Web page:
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HMS Brave Borderer 1/35


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58 minutes ago, Dmitriy1967 said:

I want to use a 1.5mm thick linden, this will give a large margin for grinding.

I don't know which glue is better to use yet. I need a waterproof one.

Many years ago when I built working models, I used a system sold for model airplanes consisting of a thin fabric and two part epoxy.  A bit messy, but does the job and strenthens the hull tremendously.  Sanding with wet and dry can create a glass like finish perfect for your boat while also removing your fingerprints.  Most of my fingerprints are useless due to years of sanding, makes biometric door entry a real challenge....:rofl:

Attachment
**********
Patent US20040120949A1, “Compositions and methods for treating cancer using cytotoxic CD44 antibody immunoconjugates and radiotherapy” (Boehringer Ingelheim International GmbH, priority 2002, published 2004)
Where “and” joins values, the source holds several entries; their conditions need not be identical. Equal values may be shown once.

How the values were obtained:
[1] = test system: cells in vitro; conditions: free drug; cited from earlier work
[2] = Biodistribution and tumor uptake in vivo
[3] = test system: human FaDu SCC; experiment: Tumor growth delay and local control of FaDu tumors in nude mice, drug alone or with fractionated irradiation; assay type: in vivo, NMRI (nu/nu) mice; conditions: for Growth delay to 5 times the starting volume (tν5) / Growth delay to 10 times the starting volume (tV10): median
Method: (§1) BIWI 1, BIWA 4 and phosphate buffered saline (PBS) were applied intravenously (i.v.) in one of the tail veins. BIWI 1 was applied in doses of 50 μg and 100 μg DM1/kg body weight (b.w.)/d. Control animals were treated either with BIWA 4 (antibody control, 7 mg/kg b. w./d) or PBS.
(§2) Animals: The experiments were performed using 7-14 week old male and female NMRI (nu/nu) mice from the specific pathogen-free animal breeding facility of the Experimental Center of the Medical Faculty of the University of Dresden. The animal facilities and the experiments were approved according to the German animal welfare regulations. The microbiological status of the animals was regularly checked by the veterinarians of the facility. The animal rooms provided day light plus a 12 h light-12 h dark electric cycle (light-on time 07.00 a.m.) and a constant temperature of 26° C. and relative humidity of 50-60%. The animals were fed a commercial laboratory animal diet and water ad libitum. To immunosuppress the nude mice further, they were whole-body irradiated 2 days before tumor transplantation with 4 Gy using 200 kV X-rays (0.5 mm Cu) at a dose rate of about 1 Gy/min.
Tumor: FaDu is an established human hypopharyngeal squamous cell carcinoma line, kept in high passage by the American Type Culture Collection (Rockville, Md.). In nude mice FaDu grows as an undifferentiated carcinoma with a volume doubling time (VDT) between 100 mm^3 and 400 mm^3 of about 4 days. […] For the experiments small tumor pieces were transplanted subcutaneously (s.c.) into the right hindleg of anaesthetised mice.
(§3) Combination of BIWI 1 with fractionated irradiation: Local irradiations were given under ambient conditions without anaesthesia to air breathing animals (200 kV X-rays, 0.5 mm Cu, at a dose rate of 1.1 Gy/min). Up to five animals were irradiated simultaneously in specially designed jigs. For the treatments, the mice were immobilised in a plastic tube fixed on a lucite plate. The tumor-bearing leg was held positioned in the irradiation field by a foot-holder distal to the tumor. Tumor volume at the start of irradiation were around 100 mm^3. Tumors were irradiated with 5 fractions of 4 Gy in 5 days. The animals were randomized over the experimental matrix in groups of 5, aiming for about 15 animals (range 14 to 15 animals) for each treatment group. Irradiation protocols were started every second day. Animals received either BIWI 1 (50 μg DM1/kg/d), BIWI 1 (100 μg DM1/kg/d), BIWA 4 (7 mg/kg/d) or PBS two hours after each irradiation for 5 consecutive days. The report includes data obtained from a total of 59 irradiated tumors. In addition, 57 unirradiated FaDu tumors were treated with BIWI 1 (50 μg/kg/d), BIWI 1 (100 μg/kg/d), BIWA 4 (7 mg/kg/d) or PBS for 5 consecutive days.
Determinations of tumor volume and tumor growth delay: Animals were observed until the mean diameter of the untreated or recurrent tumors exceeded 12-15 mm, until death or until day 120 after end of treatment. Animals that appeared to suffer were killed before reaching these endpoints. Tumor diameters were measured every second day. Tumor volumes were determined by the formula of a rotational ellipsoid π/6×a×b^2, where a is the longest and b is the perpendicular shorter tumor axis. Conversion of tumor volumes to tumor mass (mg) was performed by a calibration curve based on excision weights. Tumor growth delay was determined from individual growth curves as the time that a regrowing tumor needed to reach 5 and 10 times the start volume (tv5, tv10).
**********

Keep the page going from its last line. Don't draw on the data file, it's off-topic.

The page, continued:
Steve

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6 minutes ago, Steve D said:

  Most of my fingerprints are useless due to years of sanding, makes biometric door entry a real challenge....:rofl:

 

Во всём есть положительные моменты - теперь ты можешь грабить банки!

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7 minutes ago, Dmitriy1967 said:

Во всём есть положительные моменты - теперь ты можешь грабить банки!

К сожалению, стереть ДНК мне пока не удалось ...

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There is a slight pause in the work on the model. Autumn sadness pushed me to come up with entertainment for myself. I decided to build myself a separate workshop of 45 square meters (54 square yard).

And then I thought, why not build a second house and a bathhouse at the same time. Started construction. I plan to build it by the summer.

Therefore, there was no time for Brave Borderer. But I ordered all sorts of unnecessary things – control equipment, receiver, battery, servo. I hope they will all work together.